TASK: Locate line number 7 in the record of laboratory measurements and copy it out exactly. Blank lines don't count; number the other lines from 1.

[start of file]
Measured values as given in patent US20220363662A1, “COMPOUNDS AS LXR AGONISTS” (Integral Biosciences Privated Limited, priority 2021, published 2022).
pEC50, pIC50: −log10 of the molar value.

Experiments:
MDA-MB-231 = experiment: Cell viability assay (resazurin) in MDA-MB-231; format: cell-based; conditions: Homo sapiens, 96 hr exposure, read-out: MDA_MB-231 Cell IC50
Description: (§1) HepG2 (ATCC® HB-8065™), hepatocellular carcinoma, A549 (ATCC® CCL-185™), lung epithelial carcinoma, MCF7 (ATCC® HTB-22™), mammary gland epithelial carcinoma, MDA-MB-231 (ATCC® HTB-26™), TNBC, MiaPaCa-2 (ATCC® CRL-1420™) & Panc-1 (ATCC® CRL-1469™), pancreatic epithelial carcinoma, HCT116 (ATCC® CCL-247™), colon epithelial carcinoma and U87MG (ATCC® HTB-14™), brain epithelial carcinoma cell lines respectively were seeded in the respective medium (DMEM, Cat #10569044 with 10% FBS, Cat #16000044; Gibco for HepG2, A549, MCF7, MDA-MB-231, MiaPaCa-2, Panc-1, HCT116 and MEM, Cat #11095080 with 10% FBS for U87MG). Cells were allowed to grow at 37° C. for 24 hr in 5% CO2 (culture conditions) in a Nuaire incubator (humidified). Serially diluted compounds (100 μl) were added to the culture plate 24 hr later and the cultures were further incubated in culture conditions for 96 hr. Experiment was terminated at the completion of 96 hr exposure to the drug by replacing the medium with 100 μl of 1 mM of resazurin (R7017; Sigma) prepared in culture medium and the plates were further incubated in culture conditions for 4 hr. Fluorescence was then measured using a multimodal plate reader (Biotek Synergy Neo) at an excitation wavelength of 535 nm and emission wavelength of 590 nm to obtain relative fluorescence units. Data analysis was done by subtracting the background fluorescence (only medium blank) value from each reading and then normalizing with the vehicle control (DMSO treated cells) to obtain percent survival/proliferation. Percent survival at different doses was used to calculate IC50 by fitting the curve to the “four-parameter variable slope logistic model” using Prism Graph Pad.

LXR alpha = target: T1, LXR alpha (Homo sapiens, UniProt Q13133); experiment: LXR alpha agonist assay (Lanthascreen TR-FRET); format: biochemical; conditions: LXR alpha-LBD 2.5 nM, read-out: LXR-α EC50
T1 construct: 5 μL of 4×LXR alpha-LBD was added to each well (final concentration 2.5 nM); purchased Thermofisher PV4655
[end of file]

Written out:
T1 construct: 5 μL of 4×LXR alpha-LBD was added to each well (final concentration 2.5 nM); purchased Thermofisher PV4655